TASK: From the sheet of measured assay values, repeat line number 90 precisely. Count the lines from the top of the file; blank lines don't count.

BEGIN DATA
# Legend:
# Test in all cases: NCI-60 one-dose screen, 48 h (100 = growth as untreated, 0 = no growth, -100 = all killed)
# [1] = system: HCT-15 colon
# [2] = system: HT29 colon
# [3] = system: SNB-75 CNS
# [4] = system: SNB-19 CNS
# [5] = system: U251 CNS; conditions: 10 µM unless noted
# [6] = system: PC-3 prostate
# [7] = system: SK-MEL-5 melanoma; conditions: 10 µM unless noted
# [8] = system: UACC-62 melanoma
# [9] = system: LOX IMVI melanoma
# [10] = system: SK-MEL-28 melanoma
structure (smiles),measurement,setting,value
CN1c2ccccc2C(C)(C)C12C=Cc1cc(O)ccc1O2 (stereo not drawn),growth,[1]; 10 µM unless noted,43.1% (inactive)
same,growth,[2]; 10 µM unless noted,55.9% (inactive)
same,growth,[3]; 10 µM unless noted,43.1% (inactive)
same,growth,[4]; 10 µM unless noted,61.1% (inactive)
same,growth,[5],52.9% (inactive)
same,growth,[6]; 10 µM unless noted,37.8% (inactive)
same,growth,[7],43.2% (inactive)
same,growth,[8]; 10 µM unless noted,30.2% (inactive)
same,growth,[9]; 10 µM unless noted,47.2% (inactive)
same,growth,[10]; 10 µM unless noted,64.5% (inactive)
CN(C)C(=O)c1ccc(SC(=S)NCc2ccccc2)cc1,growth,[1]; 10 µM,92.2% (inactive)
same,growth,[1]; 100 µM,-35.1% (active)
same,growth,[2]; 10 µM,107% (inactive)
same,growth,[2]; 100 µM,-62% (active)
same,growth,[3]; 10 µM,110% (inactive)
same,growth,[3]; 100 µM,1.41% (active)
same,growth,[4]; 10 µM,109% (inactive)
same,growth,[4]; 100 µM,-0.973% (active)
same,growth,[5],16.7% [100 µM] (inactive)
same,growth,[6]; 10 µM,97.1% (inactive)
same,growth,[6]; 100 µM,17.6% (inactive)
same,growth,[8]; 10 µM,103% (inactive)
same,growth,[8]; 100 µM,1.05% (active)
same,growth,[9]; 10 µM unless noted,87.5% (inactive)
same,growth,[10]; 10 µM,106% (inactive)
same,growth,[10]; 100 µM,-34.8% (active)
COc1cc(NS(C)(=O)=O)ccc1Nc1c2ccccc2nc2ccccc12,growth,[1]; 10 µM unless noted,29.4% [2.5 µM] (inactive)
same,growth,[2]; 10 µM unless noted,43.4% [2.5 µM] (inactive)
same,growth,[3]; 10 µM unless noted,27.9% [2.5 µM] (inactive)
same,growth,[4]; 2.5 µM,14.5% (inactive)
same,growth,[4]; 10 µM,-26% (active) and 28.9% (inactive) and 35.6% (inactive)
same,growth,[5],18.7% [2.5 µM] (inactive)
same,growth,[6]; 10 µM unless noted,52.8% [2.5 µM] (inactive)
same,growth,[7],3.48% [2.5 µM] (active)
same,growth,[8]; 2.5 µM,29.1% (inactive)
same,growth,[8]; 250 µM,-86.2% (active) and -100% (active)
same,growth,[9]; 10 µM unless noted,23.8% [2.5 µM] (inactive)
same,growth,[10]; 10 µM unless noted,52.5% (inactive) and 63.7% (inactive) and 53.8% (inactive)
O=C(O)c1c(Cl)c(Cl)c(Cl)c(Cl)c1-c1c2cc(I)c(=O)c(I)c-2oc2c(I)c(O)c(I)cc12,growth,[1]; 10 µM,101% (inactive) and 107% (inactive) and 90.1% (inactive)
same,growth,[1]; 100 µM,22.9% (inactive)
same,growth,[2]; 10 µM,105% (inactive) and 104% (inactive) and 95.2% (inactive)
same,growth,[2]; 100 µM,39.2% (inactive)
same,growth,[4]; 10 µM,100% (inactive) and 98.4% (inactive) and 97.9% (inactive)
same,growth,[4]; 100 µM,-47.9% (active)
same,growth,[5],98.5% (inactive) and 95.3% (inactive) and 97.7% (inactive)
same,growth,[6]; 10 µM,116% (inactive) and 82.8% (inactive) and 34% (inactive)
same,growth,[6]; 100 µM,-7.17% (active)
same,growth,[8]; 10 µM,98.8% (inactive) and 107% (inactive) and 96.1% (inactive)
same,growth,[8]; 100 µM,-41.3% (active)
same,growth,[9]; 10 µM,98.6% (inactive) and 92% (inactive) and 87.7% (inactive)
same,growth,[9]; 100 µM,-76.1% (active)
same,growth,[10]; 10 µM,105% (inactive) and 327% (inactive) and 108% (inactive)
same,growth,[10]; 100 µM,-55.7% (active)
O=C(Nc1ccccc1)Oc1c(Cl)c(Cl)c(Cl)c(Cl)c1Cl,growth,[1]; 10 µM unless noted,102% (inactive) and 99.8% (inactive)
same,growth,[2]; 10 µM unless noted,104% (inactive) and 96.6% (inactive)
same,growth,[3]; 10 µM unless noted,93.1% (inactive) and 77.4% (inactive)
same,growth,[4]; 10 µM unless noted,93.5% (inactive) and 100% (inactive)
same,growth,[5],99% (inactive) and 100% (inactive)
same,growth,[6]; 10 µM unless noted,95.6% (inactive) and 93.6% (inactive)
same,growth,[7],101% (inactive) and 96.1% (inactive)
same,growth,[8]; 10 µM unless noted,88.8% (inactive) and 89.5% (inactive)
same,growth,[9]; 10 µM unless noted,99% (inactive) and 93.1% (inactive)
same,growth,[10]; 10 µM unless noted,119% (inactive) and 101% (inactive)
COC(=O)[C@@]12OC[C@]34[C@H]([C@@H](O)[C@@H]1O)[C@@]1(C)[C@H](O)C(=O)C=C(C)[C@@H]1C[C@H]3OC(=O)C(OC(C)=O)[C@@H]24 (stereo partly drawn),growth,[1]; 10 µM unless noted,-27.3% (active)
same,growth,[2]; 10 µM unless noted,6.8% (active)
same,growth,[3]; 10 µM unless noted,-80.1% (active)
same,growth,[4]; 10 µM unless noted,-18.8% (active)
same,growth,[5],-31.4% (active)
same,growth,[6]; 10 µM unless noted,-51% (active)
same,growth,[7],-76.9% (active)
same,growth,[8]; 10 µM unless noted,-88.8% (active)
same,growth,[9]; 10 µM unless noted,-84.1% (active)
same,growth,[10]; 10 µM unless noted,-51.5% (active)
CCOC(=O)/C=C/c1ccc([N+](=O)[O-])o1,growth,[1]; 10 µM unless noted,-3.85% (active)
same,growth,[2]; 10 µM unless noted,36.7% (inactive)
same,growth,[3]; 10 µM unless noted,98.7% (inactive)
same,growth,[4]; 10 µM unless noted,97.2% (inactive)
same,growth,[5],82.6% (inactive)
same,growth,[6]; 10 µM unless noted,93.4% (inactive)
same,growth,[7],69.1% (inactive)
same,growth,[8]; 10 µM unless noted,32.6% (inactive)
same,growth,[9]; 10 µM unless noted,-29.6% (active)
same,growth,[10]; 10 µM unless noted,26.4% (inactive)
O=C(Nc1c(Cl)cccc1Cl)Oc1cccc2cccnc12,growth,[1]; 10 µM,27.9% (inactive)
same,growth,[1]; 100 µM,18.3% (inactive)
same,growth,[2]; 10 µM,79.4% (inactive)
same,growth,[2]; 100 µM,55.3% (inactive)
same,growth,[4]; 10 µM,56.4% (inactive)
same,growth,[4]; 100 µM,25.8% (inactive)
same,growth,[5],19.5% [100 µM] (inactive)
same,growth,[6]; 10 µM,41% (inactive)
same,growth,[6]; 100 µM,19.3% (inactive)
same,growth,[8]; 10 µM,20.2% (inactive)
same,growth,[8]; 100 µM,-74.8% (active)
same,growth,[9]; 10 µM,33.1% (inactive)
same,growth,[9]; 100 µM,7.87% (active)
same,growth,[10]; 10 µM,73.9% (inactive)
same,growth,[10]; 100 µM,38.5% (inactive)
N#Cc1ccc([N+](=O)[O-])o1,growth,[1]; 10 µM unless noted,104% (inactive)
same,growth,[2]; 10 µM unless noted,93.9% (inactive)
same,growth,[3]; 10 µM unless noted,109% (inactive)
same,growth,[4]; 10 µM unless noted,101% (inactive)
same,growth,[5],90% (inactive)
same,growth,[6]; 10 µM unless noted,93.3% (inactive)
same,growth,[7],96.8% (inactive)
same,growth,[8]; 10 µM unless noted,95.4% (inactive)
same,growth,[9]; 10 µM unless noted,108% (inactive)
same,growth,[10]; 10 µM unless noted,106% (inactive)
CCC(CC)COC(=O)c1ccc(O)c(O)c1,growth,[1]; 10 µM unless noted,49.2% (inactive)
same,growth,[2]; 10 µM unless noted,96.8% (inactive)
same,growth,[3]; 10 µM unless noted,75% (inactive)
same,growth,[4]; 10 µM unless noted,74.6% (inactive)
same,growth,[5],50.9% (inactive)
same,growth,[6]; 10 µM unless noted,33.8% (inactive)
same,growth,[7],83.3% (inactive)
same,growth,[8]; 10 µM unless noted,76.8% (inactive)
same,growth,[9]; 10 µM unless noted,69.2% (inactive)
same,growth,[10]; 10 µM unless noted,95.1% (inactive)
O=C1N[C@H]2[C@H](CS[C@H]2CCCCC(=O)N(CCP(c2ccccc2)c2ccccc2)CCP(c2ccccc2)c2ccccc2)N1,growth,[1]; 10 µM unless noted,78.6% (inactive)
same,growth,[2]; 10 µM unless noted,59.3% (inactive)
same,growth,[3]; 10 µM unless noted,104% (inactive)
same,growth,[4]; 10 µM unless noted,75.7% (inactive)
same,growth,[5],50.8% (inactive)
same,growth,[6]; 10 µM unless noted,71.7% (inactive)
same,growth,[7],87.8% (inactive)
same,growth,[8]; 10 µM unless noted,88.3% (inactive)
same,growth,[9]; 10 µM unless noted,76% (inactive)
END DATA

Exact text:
same,growth,[4]; 10 µM unless noted,97.2% (inactive)